Bedtime battles with your toddler may be a normal part of his behavior, but helping him to get the sleep he needs plays an important role in his overall development. Sleep deprivation hurts both kids and parents, but you can help. Establishing good bedtime habits can help your child fall asleep faster, stay asleep longer, and experience fewer night wakings.
One in ten children have trouble with sleep, and there have been links found between toddlers with sleep problems and sleep disorders later in life. Additionally, children who have fragmented sleep patterns tend to show lower performance on tests and more behavioral problems. Sleep deprivation causes changes in the brain that affect short-term memory and mood, so it’s easy to see how kids that struggle with sleep might not do as well as their well-rested friends.
Establishing healthy sleep habits early in your child’s life can reduce sleep disturbances. If, after setting these good habits and sticking with them for a significant amount of time, you find your child still has trouble sleeping, you may want to consult a doctor to find out if something else like a sleep disorder could be affecting his sleep.
Sleep habits and conditions that can put an end to your bedtime battles include:
1. Consistent Bed and Wake Time
The human body loves routine. When you keep a consistent bedtime, your child’s body begins to recognize when it’s time to release sleep-inducing hormones. Some children are more sensitive to a timed schedule more than others, but as you put him to bed and wake him up at the same time every day, his body will adjust. It might take a week or two, but it’s worth the effort.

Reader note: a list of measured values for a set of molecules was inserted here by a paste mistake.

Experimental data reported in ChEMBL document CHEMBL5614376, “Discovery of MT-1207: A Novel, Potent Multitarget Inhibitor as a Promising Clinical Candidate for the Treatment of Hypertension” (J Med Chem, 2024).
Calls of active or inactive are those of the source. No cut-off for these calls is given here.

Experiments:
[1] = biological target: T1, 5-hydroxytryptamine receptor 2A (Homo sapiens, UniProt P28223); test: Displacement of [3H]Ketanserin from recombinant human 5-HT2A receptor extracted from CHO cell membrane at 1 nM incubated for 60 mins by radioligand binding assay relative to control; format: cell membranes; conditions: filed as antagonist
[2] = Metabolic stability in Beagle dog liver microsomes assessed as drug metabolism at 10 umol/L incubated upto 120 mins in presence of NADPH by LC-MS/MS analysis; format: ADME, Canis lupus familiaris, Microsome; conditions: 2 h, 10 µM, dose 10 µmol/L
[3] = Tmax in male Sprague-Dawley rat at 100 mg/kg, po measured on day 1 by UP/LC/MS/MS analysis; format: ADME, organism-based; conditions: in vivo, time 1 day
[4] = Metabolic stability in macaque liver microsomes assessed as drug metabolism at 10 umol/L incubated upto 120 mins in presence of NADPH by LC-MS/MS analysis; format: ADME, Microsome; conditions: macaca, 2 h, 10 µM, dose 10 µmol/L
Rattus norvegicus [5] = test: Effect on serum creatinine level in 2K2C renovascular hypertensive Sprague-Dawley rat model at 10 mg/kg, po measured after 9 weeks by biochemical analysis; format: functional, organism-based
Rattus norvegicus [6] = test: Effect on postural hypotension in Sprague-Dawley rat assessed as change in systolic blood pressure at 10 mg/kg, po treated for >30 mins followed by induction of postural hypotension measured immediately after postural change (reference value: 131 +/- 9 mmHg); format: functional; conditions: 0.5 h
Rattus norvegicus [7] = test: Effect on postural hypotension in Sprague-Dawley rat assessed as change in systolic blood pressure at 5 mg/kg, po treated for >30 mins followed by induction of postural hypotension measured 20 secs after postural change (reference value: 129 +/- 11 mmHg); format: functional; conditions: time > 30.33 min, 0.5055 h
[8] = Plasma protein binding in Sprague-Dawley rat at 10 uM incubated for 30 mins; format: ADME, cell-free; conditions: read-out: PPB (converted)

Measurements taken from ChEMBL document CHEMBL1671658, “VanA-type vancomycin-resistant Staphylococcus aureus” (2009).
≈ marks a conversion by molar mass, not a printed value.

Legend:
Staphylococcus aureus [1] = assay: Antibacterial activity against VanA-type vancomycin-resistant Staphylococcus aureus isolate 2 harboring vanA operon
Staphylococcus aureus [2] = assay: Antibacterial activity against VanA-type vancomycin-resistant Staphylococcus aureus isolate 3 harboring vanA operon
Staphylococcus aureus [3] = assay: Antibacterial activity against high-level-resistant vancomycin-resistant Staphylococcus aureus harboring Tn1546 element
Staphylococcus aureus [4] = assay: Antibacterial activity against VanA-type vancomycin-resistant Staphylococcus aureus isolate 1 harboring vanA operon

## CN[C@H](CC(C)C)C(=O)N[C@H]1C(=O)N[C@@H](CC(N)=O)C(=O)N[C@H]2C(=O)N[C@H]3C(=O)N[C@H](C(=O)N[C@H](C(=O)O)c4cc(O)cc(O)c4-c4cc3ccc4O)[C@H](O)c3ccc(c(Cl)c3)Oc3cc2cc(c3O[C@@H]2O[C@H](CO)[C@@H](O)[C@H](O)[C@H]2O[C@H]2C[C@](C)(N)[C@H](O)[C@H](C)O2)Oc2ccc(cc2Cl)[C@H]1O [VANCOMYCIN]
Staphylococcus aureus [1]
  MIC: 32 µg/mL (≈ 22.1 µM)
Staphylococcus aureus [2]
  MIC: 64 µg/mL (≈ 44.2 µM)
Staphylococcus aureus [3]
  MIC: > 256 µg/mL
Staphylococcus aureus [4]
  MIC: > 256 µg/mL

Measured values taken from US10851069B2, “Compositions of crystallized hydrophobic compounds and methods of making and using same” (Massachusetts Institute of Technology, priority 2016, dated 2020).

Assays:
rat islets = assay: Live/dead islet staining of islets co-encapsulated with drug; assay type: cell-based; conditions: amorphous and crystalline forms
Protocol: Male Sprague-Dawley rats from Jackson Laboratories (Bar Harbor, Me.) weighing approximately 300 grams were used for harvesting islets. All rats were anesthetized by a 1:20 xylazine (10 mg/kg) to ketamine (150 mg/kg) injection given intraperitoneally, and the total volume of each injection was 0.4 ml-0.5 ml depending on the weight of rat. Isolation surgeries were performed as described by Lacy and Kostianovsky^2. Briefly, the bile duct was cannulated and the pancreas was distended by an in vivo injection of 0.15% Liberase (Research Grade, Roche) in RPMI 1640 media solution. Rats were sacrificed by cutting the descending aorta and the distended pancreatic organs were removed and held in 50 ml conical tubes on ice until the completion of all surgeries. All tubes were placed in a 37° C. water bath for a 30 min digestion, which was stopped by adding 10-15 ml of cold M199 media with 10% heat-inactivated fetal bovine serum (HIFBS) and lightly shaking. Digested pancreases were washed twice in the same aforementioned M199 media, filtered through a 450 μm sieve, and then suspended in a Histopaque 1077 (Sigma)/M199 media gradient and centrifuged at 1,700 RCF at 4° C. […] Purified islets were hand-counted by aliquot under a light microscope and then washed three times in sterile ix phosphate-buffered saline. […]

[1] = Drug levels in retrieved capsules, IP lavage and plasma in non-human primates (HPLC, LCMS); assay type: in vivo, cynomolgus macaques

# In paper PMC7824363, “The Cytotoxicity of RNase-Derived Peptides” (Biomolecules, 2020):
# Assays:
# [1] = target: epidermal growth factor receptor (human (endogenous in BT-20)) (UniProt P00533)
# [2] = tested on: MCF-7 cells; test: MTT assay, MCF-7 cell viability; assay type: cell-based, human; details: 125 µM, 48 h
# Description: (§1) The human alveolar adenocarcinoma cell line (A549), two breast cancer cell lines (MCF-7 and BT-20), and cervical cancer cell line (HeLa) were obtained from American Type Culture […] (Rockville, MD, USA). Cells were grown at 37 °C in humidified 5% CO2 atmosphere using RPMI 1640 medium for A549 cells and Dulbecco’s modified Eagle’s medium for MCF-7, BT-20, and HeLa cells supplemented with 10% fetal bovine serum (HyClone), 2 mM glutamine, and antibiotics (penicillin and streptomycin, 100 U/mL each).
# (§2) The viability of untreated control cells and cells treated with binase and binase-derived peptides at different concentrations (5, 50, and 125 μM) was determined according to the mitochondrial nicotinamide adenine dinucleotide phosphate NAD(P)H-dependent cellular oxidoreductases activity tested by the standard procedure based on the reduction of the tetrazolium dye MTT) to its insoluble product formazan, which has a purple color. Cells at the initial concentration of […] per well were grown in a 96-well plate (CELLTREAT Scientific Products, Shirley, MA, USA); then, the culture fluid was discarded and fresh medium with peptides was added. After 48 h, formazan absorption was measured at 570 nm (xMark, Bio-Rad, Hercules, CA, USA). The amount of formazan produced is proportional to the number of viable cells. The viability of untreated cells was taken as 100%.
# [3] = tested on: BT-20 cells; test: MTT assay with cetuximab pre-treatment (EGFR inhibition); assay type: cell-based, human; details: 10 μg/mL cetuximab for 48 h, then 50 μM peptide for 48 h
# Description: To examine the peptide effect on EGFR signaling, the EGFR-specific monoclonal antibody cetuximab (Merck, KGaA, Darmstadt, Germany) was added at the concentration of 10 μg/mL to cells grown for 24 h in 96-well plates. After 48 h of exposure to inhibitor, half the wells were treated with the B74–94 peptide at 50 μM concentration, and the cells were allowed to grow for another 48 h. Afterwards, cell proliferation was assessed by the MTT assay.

2. Bedtime Routine
Sometimes it takes more than a consistent bedtime to train your child’s body. Bedtime routines support the body’s need for a regular schedule and give the brain time to figure out what happens next. A routine also gives your child a chance to wind down after a busy day. Any activity that brings your child to a quiet, calm state can be included in his routine. Reading a book together, listening to quiet music, or singing some quiet songs are a few ideas to get you started. A bedtime routine is also a good time to give some extra time and attention to your toddler before bed.
3. Make It Comfortable
Children are all about comfort. Everything from his favorite blanket to his nightlight can give your child a sense of safety and comfort. Check your child’s mattress to make sure there aren’t any holes or tags that could be causing disruptions during the night. If your child needs a drink or to use the bathroom before bed, include that in his bedtime routine, so he’s prepared for a full night’s rest.
4. Keep Things Quiet and Give It Time
If your child wakes during the night, he should remain in a room that is calm, dark, and quiet. Reassure him and help him back into bed so that he can return to sleep as quickly as possible. Sleep changes won’t happen overnight. It may take a few weeks for your child to adjust to a new schedule. Some children take longer than others to respond to a sleep schedule, but as you consistently put him to bed at the same time every day while following the same routine, you’ll start to see changes in his behavior.
This article was written by the Tuck Sleep Foundation. Tuck Sleep Foundation is a community devoted to improving sleep hygiene, health and wellness through the creation and dissemination of comprehensive, unbiased, free web-based resources.